Submitted to: PLoS One
Publication Type: Peer Reviewed Journal
Publication Acceptance Date: August 23, 2010
Publication Date: September 22, 2010
Citation: He, X., Mcmahon, S.A., Henderson II, T.D., Griffey, S.M., Cheng, L.W. 2010. Ricin toxicokinetics and its sensitive detection in mouse sera or feces using immuno-PCR. PLoS One. 5(9):e12858. doi:10.1371/journal.pone.0012858. Interpretive Summary: Ricin is a toxin derived from the seeds of the castor plant. The large quantities of raw materials left after oil extraction that can be used to extract toxin pose major bio-terror concerns. Currently, there is no effective medical treatment available for ricin poisoning. There are also no good diagnostic methods to detect ricin in biological samples such as blood and feces, and consequently, very little knowledge is available on the fate and distribution of ricin toxin in an animal’s body following poisoning. In this study, we used the mouse as an animal model to imitate human ricin poisoning. We developed a novel immuno-PCR test that is able to detect much lower amounts of toxin than other current tests. We applied this test to monitor concentrations of ricin in blood and feces after ricin poisoning by injection or ingestion. This study provides proof of principle for the use of immuno-PCR tests in the detection of ricin in mouse blood and feces, providing a framework for developing test kits in real human biological samples. Increased knowledge of the fate of ricin following poisoning and improved methods for its detection is valuable in the assessment of toxin risks and in the design of new medical interventions.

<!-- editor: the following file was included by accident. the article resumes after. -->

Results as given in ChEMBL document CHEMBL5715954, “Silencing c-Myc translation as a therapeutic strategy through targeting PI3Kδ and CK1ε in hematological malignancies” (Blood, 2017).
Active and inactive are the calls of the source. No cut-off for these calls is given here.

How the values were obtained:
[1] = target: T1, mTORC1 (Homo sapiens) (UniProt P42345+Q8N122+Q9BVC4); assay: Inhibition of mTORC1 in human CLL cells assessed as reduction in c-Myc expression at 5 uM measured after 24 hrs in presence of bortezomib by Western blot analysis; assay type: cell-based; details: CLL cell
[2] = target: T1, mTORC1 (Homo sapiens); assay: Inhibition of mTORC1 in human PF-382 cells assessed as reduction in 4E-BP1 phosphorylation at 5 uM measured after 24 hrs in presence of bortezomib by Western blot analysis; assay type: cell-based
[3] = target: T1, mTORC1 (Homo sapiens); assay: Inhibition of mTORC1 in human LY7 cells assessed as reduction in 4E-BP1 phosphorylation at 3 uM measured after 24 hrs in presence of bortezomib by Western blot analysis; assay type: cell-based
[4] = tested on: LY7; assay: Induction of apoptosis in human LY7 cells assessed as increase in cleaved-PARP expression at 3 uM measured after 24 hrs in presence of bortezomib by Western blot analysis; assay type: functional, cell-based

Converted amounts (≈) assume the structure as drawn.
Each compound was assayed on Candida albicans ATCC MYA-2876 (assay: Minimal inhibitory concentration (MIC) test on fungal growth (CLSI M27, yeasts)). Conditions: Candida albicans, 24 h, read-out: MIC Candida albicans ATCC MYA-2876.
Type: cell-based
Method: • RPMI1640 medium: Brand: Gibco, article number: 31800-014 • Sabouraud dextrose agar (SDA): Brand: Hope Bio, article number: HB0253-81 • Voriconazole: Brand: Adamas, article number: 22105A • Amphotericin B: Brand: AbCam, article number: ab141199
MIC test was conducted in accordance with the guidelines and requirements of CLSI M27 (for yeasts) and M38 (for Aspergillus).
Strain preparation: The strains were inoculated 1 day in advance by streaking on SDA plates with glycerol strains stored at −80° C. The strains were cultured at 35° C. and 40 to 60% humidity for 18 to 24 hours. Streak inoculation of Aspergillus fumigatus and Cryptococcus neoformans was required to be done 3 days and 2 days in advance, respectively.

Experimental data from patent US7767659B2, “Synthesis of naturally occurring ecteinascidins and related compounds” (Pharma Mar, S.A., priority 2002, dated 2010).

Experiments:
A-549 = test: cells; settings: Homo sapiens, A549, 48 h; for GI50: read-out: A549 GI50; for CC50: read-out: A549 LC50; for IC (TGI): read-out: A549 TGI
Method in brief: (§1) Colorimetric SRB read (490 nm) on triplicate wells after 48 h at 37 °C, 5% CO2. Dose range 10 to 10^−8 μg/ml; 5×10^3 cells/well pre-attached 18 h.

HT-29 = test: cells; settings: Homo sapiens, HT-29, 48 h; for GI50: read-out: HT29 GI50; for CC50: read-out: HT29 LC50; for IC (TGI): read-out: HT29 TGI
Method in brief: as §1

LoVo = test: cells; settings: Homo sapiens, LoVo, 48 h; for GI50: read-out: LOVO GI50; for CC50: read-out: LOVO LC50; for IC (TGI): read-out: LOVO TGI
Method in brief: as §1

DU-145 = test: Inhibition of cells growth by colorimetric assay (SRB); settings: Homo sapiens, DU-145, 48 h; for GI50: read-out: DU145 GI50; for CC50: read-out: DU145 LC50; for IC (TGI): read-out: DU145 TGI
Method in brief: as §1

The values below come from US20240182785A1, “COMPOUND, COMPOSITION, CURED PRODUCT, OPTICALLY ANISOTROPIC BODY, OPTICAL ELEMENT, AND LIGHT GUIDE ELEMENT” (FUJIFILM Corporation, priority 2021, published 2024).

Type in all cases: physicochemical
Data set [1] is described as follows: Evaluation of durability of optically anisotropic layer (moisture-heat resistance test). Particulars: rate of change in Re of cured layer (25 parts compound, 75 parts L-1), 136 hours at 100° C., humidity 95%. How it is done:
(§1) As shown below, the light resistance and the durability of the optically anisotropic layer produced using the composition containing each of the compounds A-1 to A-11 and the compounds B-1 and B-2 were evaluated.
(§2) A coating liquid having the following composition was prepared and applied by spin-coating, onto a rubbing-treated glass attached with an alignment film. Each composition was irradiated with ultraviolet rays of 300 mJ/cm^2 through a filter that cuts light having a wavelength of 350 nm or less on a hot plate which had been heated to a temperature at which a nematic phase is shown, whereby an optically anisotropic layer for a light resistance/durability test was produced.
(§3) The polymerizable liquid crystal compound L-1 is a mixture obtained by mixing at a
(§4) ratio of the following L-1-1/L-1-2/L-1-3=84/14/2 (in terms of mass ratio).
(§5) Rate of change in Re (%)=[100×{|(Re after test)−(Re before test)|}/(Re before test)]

Technical Abstract: Ricin (also called RCA-II or RCA60), one of the most potent toxins and documented bioweapons, is derived from castor beans of Ricinus communis. Several in vitro methods have been designed for ricin detection in complex food matrices in the event of intentional contamination. Recently, a novel Immuno-PCR (IPCR) assay was developed with a limit of detection of 10 fg/ml in a buffer matrix and about 10-1000-fold greater sensitivity than other methods in various food matrices. In order to devise a better diagnostic test for ricin, the IPCR assay was adapted for the detection of ricin in biological samples collected from mice after intoxication. The limit of detection in both mouse sera and feces was as low as 1 pg/ml. Using the mouse intravenous (iv) model for ricin intoxication, a biphasic half-life of ricin, with a rapid t1/2 alpha of 4 min and a slower t1/2 beta of 86 min were observed. The molecular biodistribution time for ricin following oral ingestion was estimated using an antibody neutralization assay. Ricin was detected in the blood stream starting at approximately 6-7 h post- oral intoxication. Whole animal histopathological analysis was performed on mice treated orally or systemically with ricin. Severe lesions were observed in the pancreas, spleen and intestinal mesenteric lymph nodes, but no severe pathology in other major organs was observed. The determination of in vivo toxicokinetics and pathological effects of ricin following systemic and oral intoxication provide a better understanding of the etiology of intoxication and will help in the future design of more effective diagnostic and therapeutic methods.